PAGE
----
EU funding for sudden-onset humanitarian crises
The Emergency Toolbox is one of the instruments the European Commission uses to assist in unforeseen, sudden-onset crises.
The Emergency Response Coordination Centre (ERCC) of the European Commission administers the various funding tools within this toolbox.
Why is it important?
The Emergency Toolbox is specifically dedicated to emergency response for vulnerable people outside the EU. It has 3 main characteristics:
- It aims to (i) rapidly respond to emergencies through short deadlines to decide on allocations, (ii) close cooperation between the ERCC and humanitarian experts, and (iii) simplified procedure for humanitarian organisations to submit project proposals.
- It is designed to provide first-line funding in the immediate aftermath of a crisis.
- The maximum duration of an action is limited to either 6 or 12 months.
- After the swift allocation of the Emergency Toolbox’s initial funding, the EU can decide to provide additional support through other funding instruments.
- It aims to respond to emergencies that came unexpectedly or could not be anticipated.
- The Toolbox is separate from – and complementary to – other humanitarian funds which are allocated annually, through humanitarian implementation plans, to specific geographical areas and managed by humanitarian experts.
- The Emergency Toolbox reduces the need for country humanitarian implementation plans to respond in an ad-hoc way to unexpected needs. It allows them to respond to strategically planned goals.
What are the 4 tools within the Toolbox?
- The Acute Large Emergency Response Tool (ALERT) responds to large-scale natural hazards and technological disasters where over 100,000 people or over 50% of the population are affected. Depending on the type of disaster, the aim is to allocate funds within 24-48 hours of an emergency’s onset, emphasising on the swiftness of the decision-making process.
- The Small-scale Tool is used to assist a limited number of people (below 100,000) affected by a natural or human-induced disaster. The maximum allocation per action is €500,000.
- The Epidemics Tool is used to respond to and prevent epidemic outbreaks.
- The Disaster Response Emergency Fund (DREF) belongs to the International Federation of the Red Cross and Red Crescent Societies (IFRC). It supports national Red Cross and Red Crescent societies in the immediate aftermath of a disaster. We contribute to this fund to a maximum of €200,000 per action.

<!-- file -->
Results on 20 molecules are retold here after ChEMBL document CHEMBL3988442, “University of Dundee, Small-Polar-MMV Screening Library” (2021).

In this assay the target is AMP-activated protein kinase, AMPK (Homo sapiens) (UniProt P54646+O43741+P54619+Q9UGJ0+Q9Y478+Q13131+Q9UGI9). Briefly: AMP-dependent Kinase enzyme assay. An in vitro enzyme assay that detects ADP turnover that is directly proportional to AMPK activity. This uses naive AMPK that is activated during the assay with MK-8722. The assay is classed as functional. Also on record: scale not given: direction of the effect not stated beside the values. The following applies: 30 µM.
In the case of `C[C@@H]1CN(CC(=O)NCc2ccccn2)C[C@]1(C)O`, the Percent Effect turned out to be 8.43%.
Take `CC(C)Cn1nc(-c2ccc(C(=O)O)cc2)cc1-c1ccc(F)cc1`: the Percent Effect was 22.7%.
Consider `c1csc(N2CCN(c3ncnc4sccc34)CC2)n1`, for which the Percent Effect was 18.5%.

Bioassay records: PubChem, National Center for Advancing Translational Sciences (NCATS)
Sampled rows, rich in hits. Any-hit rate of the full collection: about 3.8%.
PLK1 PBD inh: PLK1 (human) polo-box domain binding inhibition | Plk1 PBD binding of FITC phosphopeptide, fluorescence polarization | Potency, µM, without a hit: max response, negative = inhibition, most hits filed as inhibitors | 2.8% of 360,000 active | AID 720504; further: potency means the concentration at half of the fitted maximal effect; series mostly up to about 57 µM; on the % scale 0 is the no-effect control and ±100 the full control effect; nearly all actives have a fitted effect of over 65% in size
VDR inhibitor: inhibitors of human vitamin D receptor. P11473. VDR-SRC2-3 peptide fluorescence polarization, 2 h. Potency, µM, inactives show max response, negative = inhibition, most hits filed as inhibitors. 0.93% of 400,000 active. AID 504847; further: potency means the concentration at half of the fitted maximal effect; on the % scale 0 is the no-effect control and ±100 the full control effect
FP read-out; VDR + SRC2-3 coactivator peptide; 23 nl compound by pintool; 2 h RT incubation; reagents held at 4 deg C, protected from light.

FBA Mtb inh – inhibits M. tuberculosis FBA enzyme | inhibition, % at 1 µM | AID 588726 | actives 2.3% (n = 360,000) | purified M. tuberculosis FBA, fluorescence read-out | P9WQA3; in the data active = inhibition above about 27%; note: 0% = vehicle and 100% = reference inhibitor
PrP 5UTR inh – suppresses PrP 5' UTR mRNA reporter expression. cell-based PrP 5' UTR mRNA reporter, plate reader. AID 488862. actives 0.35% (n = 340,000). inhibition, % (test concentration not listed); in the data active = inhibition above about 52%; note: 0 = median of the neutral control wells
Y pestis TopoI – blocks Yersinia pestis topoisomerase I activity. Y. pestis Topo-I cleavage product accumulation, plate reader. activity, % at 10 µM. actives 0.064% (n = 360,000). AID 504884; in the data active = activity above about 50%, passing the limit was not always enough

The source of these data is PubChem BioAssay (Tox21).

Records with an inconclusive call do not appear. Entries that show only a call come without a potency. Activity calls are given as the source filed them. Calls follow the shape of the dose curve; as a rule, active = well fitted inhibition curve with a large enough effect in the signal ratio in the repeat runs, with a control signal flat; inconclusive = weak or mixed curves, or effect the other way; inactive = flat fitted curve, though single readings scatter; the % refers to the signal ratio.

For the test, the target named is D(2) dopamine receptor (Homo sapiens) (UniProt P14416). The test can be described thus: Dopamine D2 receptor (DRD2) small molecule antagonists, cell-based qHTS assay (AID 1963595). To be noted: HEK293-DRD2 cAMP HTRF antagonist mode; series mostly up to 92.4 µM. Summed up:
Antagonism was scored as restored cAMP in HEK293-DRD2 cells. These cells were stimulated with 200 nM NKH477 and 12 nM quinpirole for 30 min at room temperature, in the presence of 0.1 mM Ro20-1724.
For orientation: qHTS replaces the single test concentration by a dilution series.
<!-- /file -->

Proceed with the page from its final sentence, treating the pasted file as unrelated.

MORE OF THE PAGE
How are we helping?
In 2022, the EU allocated €40 million through the Emergency Toolbox.
- The ALERT instrument was activated for 14 disasters in 2022:
- for the consequences of tropical cyclones in Cuba, Mozambique, Madagascar, and the Philippines
- floods in the Lake Chad region, Pakistan, Bangladesh, India, and Brazil
- earthquakes in Afghanistan and the Philippines.
Between €500,000 and €6.8 million were allocated to respond to each of these disasters.
- The Small-scale tool was used on 11 occasions in 2022, including for:
- population movement/internally displaced persons/refugees in the Dominican Republic, Mexico, Armenia, Belarus, Democratic Republic of the Congo, Burkina Faso and Chad
- floods in Pakistan and South Africa and Tropical cyclone in Malawi
- malnutrition in Nigeria
- The Epidemics tool was used on various occasions in 2022, including:
- Cholera in Malawi, Nigeria, Lebanon, Haiti, Syria and DRC
- Mpox in the Democratic Republic of the Congo
- Ebola in Uganda
- COVID-19 in Syria and the Philippines.
- The European Commission channelled funding to the DREF instrument 68 times in 57 countries in 2022. The national Red Cross and Red Crescent Societies were, thus, supported in their rapid response to emergencies related mainly to floods, tropical cyclones, drought, volcanos, population movement, civil unrest, and cholera and Ebola outbreaks.